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Mushroom extract offers hope for honeybees
“Our greatest hope is that these extracts have such an impact on viruses that they may help varroa mites become an annoyance for bees."
Findings will help falling honeybee colonies fight viruses

Researchers in America have used mushroom extract to successfully treat dozens of honeybee colonies infested with varroa mites.

According to a paper published in Scientific Reports, colonies fed mycelium extract from the amadou and reishi mushrooms showed a 79‑fold reduction in deformed wing virus and a 45,000‑fold reduction in Lake Sinai virus compared to control colonies.

The study was carried out by Washington State University (WSU), the United States Department of Agriculture and colleagues at the firm Fungi Perfecti.

“Our greatest hope is that these extracts have such an impact on viruses that they may help varroa mites become an annoyance for bees, rather than causing huge devastation,” said WSU entomology professor Steve Sheppard.

“We’re excited to see where this research leads us. Time is running out for bee populations and the safety and security of the world’s food supply hinges on our ability to find means to improve pollinator health.”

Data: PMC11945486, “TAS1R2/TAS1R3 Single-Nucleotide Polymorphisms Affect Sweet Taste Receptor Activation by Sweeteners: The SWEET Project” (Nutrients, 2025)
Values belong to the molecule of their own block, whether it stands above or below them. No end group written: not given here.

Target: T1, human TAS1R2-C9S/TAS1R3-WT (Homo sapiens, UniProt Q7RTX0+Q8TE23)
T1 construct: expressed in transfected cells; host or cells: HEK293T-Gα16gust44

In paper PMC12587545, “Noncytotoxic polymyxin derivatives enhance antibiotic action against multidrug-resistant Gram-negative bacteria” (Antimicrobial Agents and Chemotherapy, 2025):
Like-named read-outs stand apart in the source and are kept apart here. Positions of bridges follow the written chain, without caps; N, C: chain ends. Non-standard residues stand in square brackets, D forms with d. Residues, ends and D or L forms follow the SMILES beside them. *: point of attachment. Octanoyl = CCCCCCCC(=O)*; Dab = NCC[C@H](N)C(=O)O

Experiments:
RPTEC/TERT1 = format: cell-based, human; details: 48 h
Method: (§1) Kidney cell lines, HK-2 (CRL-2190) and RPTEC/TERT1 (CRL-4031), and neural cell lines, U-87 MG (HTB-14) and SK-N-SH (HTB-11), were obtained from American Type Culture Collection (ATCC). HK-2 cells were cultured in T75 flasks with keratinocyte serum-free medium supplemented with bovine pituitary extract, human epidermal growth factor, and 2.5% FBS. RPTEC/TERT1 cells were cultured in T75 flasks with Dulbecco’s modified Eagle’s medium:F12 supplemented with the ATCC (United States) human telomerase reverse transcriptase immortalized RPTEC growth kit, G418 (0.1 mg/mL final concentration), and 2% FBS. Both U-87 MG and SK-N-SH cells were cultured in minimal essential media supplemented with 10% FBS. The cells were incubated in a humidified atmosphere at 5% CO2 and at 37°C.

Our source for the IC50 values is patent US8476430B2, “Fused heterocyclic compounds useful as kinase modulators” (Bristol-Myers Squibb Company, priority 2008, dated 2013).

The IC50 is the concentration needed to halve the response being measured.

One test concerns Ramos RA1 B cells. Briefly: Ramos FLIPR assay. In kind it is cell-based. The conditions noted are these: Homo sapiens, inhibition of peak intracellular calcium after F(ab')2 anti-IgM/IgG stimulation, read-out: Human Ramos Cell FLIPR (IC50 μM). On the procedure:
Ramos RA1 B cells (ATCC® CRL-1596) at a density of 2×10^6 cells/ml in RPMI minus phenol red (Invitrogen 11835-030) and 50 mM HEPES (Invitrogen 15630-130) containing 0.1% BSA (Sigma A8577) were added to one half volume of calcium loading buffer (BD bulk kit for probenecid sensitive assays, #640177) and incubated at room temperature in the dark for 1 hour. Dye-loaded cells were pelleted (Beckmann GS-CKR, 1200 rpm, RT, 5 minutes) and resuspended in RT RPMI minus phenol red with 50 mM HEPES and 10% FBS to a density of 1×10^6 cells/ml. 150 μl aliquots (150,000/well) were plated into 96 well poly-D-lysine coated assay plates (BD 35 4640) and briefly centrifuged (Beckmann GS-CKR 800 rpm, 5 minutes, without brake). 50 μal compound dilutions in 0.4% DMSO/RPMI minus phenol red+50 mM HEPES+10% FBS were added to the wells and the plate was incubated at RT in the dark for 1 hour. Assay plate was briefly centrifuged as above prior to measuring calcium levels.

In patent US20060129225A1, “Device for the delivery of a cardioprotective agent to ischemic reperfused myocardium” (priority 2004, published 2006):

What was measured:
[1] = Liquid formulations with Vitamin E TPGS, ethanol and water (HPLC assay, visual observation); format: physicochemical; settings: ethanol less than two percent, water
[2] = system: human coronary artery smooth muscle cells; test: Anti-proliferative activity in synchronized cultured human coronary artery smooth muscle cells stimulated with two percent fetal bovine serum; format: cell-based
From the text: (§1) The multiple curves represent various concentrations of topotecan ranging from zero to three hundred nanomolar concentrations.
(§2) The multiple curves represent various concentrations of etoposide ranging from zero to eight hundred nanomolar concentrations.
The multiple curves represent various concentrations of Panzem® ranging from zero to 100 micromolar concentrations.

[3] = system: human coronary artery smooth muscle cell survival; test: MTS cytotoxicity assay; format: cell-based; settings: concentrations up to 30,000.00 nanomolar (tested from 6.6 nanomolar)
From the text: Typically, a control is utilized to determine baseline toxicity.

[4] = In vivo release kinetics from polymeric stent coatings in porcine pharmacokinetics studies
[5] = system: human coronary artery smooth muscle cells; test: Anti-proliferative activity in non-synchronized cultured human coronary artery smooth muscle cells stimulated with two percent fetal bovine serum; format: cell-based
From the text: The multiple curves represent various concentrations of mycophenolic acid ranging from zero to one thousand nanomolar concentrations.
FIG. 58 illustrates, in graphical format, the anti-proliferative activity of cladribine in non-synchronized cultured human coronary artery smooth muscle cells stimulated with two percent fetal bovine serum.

It is hoped the findings will help falling honeybee colonies fight viruses that are known to play a role in colony collapse disorder.

“One of the major ways varroa mites hurt bees is by spreading and amplifying viruses,” Sheppard continued. “Mites really put stress on the bees’ immune systems, making them more susceptible to viruses that shorten worker bee lifespans.”

 

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Report: A third of Welsh birds are in decline

News Story 1
 A report by RSPB Cymru and partnering ornithology organisations has revealed that a third of bird species in Wales are in significant decline.

90 per cent of Wales is farmed and there is now pressure to implement new land management policies that will aid in nature restoration.

Patrick Lindley, Maritime Ornithologist for Natural Resources Wales, commented: “The problems that confront UK birds, whether they are breeding or non-breeding, are pressure and threats that confront entire ecosystems.

“Birds are a great indicator to the health of our environment. The continued population declines of birds of farmed, woodland and upland habitats suggest there are large geographic themes that are having a detrimental impact.”  

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BSAVA announces winner of 2019 Bourgelat Award

One of the world’s leading small animal medicine specialists is set to receive the prestigious Bourgelat Award at BSAVA Congress 2019.

Professor Mike Herrtage will be recognised for his major research into metabolic and endocrine diseases, including diabetes mellitus, Cushing’s disease and Addison’s disease.

During his career, Prof Herrtage has co-authored more than 100 scientific papers and written more than 200 other publications such as abstracts, books and chapters. He also continues to be a source of inspiration for thousands of undergraduate and postgraduate veterinary surgeons.